What is Headline Risk

Headline risk is the possibility that a news story will adversely affect a stock's price. Headline risk can also impact the performance of a specific sector or the stock market as a whole. For example, news of a trade war between the United States and China created headline risk for the broader financial markets in 2018.


Headline risk can be mitigated through effective public relations campaigns. Successful public relations efforts can promote positive images of a company that can help counteract any negative stories as well as provide swift damage control if such a story is released. (To learn more, see: 6 Tips for Spinning a PR Nightmare.)

Managing Headline Risk

Individual investors can counteract headline risk by using a buy-and-hold investing strategy that ignores the short-term changes in the market that are triggered by headlines. For instance, instead of focusing on day-to-day stock price fluctuations, investors should asses the performance of their portfolios at the end of each quarter and make any necessary changes accordingly.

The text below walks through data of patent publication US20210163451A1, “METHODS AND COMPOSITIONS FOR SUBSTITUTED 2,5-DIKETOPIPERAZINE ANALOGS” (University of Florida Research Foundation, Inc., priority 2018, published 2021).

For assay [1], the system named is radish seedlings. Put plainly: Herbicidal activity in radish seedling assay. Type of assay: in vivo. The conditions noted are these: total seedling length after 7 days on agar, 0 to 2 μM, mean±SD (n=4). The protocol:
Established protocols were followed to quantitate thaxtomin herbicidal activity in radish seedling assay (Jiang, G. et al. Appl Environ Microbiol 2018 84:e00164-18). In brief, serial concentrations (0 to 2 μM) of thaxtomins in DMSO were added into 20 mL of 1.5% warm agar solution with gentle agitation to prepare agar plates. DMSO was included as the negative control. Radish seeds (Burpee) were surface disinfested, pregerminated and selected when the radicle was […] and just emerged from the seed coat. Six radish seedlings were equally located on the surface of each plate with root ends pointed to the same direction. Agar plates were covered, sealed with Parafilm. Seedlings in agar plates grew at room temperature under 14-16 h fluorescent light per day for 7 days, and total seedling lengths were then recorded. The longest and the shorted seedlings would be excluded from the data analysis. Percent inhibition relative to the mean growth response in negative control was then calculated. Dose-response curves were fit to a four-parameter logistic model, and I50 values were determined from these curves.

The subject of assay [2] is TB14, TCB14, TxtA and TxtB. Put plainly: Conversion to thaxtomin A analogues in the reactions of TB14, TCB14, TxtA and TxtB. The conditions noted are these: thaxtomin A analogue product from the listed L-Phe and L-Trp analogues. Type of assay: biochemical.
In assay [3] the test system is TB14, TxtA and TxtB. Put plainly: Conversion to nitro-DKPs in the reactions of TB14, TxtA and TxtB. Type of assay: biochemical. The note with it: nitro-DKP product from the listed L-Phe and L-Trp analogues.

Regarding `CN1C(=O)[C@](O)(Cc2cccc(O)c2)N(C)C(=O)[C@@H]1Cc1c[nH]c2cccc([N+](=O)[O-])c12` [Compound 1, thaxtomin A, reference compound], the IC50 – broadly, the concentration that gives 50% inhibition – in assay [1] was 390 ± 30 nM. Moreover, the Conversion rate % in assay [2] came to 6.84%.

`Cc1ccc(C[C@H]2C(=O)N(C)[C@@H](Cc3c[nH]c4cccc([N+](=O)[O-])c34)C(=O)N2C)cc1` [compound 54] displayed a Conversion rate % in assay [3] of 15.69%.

A 24-hour news cycle means investors are continuously exposed to headlines that may negatively impact their investments. Instead of reading every financial news story, investors should focus on just a few credible news sources that provide reliable information or conduct their own research. There is a plethora of free information online for investors to learn the basics of financial and technical analysis. (For more, see: The Basics of a Financial Analysis Report.)

Example of Company Headline Risk

Suppose a pharmaceutical company releases a new drug called “Cholestride” that dramatically reduces a person’s cholesterol levels.

In response to the drug, a competitor organizes for a study that finds a possible but not conclusive link between the new cholesterol medication and liver damage. This creates a headline risk for Cholestride's makers that must be managed to prevent it from having a material impact on the company's stock price. (See also: 10 Risks that Every Stock Faces.)

Example of Sector Headline Risk

In the aftermath of the 2007–2010 subprime lending crisis, mortgage lenders such as Bank of America, JPMorgan Chase & Co. and Citigroup faced significant headline risk from other financial institutions collapsing or coming under severe financial pressure.

After the collapse of Lehman Brothers and the bailout of prominent financial institutions including Fannie Mae and Freddie Mac in 2008, investors had little confidence in the stability of the financial system, and any negative headline relating to the financial sector had the potential to spark a stock selloff in financial stocks. (See also: The Collapse of Lehman Brothers: A Case Study.)